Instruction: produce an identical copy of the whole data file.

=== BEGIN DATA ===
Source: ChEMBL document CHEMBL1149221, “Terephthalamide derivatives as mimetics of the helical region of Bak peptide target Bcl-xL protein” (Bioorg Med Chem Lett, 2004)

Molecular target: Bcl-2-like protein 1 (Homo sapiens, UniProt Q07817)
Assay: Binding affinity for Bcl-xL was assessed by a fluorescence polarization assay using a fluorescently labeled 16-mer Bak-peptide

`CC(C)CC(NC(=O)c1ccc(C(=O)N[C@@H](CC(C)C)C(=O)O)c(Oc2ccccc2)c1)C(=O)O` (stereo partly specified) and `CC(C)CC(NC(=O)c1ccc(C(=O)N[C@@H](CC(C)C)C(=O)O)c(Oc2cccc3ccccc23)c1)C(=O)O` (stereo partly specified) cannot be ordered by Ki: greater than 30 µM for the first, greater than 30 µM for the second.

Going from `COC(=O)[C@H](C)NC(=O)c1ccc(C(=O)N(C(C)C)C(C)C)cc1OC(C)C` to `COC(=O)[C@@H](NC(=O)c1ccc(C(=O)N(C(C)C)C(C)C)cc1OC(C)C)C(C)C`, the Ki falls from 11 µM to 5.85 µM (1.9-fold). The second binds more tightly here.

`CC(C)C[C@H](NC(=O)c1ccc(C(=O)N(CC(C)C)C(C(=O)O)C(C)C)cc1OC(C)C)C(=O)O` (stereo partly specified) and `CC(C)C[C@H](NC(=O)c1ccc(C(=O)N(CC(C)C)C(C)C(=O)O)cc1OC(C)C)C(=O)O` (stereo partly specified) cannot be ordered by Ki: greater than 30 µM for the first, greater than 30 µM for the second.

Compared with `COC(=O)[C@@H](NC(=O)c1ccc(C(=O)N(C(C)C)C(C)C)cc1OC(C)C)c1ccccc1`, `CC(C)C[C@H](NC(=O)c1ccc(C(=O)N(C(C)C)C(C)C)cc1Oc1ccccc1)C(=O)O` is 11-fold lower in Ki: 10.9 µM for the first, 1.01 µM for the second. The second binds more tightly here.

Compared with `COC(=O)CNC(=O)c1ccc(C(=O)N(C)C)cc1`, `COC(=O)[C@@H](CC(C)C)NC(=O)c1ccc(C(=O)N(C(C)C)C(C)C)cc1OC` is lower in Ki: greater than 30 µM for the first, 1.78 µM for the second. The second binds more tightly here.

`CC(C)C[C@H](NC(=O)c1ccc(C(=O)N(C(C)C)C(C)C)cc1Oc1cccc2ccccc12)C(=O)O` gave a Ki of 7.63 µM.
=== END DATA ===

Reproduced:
Source: ChEMBL document CHEMBL1149221, “Terephthalamide derivatives as mimetics of the helical region of Bak peptide target Bcl-xL protein” (Bioorg Med Chem Lett, 2004)

Molecular target: Bcl-2-like protein 1 (Homo sapiens, UniProt Q07817)
Assay: Binding affinity for Bcl-xL was assessed by a fluorescence polarization assay using a fluorescently labeled 16-mer Bak-peptide

`CC(C)CC(NC(=O)c1ccc(C(=O)N[C@@H](CC(C)C)C(=O)O)c(Oc2ccccc2)c1)C(=O)O` (stereo partly specified) and `CC(C)CC(NC(=O)c1ccc(C(=O)N[C@@H](CC(C)C)C(=O)O)c(Oc2cccc3ccccc23)c1)C(=O)O` (stereo partly specified) cannot be ordered by Ki: greater than 30 µM for the first, greater than 30 µM for the second.

Going from `COC(=O)[C@H](C)NC(=O)c1ccc(C(=O)N(C(C)C)C(C)C)cc1OC(C)C` to `COC(=O)[C@@H](NC(=O)c1ccc(C(=O)N(C(C)C)C(C)C)cc1OC(C)C)C(C)C`, the Ki falls from 11 µM to 5.85 µM (1.9-fold). The second binds more tightly here.

`CC(C)C[C@H](NC(=O)c1ccc(C(=O)N(CC(C)C)C(C(=O)O)C(C)C)cc1OC(C)C)C(=O)O` (stereo partly specified) and `CC(C)C[C@H](NC(=O)c1ccc(C(=O)N(CC(C)C)C(C)C(=O)O)cc1OC(C)C)C(=O)O` (stereo partly specified) cannot be ordered by Ki: greater than 30 µM for the first, greater than 30 µM for the second.

Compared with `COC(=O)[C@@H](NC(=O)c1ccc(C(=O)N(C(C)C)C(C)C)cc1OC(C)C)c1ccccc1`, `CC(C)C[C@H](NC(=O)c1ccc(C(=O)N(C(C)C)C(C)C)cc1Oc1ccccc1)C(=O)O` is 11-fold lower in Ki: 10.9 µM for the first, 1.01 µM for the second. The second binds more tightly here.

Compared with `COC(=O)CNC(=O)c1ccc(C(=O)N(C)C)cc1`, `COC(=O)[C@@H](CC(C)C)NC(=O)c1ccc(C(=O)N(C(C)C)C(C)C)cc1OC` is lower in Ki: greater than 30 µM for the first, 1.78 µM for the second. The second binds more tightly here.

`CC(C)C[C@H](NC(=O)c1ccc(C(=O)N(C(C)C)C(C)C)cc1Oc1cccc2ccccc12)C(=O)O` gave a Ki of 7.63 µM.